The Power of Partnerships

The Power of Partnerships

What Fatherhood Programs Can Learn from Child Welfare, OPRE Report #2023-210
Published: Sep 13, 2023
Publisher: Office of Planning, Research, and Evaluation, Administration for Children and Families, U.S. Department of Health and Human Services
Associated Project

Fathers and Continuous Learning in Child Welfare

Time frame: 2017–2023

Prepared for:

U.S. Department of Health and Human Services, Administration for Children and Families


Sheila Cavallo

Jennifer Bellamy

Sarah Campbell

Brandon Hollie

Key Findings
  • Connect to father-inclusive organizations, events, and businesses to support recruitment and enrollment.
  • Partner with local organizations that are trusted by fathers to increase credibility.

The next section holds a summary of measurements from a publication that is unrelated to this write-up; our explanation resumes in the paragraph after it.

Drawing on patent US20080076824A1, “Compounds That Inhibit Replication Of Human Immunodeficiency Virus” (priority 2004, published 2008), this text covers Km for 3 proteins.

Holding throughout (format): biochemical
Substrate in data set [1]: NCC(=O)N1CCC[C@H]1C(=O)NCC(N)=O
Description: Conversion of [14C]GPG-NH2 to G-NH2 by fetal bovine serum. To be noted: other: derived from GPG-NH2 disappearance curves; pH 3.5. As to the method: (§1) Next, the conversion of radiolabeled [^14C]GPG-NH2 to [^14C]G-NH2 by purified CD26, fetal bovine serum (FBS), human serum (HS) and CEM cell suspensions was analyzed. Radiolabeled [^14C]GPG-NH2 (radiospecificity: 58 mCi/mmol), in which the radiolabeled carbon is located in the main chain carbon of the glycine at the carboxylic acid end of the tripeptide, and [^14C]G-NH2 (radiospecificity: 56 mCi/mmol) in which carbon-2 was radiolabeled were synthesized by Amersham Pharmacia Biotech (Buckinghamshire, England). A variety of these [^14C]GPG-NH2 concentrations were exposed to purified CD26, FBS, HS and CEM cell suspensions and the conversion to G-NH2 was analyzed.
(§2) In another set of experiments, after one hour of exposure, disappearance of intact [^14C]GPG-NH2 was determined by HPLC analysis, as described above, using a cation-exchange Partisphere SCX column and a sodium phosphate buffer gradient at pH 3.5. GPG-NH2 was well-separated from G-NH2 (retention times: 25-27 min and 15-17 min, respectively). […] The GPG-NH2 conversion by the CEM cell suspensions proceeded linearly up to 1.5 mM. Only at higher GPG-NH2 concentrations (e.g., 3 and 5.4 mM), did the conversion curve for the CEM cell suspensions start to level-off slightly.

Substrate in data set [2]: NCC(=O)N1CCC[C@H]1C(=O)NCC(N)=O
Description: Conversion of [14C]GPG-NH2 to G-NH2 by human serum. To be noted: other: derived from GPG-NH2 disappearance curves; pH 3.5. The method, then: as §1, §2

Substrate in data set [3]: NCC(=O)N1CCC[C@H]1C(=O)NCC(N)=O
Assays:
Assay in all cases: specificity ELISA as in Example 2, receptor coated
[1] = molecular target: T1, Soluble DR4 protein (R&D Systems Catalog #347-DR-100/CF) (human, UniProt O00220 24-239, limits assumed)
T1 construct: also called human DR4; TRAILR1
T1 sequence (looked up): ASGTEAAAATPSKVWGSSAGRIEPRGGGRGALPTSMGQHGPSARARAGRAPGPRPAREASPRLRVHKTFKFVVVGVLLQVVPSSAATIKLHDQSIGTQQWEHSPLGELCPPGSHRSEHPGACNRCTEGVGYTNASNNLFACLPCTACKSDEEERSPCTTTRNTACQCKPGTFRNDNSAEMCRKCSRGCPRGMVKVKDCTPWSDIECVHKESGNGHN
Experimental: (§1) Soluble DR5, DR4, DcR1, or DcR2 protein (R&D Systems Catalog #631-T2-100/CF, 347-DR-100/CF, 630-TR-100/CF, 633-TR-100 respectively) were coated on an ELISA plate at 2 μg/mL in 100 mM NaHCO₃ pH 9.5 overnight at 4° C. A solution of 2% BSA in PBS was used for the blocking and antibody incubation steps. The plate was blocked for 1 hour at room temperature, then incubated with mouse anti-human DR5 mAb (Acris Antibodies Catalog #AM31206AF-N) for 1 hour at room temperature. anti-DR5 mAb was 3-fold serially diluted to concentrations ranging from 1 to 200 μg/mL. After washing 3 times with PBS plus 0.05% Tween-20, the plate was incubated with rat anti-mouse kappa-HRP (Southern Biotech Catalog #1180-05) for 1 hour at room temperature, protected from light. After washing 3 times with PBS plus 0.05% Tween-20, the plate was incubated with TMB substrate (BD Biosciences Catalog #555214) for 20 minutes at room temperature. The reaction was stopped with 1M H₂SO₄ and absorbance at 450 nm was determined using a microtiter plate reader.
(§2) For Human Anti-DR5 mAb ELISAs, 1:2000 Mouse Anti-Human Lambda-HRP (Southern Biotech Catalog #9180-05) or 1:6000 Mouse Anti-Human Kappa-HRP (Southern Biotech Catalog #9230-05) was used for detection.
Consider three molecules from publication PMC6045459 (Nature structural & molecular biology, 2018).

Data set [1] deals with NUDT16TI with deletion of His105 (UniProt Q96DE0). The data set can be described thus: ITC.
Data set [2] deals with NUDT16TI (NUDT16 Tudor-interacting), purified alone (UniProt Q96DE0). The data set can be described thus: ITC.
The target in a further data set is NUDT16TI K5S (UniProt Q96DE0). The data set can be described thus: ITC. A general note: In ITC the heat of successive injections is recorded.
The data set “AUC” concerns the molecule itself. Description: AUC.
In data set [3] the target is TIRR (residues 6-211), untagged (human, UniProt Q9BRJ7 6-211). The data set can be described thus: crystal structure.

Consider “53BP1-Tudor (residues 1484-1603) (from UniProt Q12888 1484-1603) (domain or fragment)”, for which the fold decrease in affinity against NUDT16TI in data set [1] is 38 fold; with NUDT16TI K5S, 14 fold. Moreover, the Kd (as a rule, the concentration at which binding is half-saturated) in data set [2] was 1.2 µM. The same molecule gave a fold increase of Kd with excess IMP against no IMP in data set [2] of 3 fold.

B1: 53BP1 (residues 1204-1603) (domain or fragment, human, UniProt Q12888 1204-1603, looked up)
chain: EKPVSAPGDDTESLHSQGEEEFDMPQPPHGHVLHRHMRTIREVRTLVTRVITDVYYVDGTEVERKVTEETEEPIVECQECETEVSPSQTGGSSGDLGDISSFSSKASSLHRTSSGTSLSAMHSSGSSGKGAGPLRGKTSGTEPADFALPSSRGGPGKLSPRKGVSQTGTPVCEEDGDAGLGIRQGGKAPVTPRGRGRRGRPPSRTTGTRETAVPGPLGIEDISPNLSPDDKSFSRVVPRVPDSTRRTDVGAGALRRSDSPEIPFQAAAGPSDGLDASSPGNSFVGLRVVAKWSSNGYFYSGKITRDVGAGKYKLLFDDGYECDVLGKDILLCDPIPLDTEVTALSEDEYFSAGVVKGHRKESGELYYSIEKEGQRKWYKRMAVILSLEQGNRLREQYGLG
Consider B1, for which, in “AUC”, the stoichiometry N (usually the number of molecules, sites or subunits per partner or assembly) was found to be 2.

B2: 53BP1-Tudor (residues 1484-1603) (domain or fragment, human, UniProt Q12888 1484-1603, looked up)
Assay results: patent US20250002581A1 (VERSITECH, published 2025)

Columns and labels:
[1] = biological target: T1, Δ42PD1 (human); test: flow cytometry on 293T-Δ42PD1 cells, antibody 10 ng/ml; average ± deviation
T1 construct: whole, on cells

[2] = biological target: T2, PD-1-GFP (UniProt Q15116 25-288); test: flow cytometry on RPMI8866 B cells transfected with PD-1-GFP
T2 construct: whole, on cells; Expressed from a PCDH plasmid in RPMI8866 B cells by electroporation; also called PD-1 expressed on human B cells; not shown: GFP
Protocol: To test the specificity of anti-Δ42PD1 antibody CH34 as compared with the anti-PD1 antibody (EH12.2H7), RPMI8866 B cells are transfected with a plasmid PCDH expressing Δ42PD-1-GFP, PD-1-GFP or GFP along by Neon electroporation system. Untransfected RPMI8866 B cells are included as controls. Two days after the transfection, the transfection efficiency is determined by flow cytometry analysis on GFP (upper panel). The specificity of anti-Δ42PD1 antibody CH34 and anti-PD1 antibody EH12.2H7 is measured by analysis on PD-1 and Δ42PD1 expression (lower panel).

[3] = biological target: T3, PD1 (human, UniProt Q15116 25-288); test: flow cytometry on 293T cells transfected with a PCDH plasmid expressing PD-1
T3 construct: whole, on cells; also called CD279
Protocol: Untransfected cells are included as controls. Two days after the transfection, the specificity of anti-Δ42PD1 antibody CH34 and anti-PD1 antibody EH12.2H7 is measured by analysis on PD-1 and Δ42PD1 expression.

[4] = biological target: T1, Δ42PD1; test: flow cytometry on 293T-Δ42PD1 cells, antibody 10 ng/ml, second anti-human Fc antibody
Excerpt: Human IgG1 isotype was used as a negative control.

• Develop partnerships that can help connect fathers and families to supports.
  • Create a more seamless network of resources for fathers.
  • Build connections with the courts to help fathers navigate the legal system.
  • Expand your program’s capacity to serve diverse fathers by partnering with agencies that provide tailored services and supports.
  • Collaborate with researchers to document outcomes, improve services, and communicate the value of fatherhood work.

When testing and implementing engagement strategies, participating child welfare agencies noted that community partnerships were a vital part of their work with fathers and paternal relatives. Child welfare jurisdictions often work with community partners to deliver services to families. Similarly, fatherhood programs often work with community partners to expand their supports beyond what they can directly provide to fathers. Partnerships are also an important source of referrals and recruitment for fatherhood programs. This brief aims to distill lessons learned from the Fathers and Continuous Learning in Child Welfare project about partnerships that might be relevant to fatherhood programs and describes ways fatherhood programs can use partnerships.

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